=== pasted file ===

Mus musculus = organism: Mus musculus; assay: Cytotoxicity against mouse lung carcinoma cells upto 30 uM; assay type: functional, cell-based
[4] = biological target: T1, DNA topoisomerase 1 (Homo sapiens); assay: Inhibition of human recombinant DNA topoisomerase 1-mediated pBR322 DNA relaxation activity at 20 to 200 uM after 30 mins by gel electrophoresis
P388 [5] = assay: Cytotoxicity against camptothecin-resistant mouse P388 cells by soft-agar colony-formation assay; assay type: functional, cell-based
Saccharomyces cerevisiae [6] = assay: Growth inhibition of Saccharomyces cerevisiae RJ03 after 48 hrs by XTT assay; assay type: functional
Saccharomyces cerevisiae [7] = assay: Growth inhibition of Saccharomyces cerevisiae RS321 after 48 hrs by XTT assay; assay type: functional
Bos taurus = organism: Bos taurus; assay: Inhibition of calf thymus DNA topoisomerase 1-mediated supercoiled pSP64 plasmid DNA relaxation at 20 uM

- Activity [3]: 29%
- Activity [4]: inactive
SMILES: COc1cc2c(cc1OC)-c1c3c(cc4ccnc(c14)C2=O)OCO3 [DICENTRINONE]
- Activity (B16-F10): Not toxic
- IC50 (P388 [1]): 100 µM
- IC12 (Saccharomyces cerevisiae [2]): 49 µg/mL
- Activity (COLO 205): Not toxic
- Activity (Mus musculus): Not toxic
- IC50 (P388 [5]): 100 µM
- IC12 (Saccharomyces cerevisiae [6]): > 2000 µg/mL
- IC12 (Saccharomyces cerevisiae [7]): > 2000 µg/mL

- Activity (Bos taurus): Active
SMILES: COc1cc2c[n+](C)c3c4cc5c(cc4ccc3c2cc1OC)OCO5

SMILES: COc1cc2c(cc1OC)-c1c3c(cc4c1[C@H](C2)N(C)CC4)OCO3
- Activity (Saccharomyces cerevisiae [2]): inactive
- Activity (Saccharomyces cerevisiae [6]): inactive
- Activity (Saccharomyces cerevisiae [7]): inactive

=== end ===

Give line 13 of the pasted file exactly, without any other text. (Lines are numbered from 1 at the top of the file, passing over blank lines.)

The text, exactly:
- Activity (COLO 205): Not toxic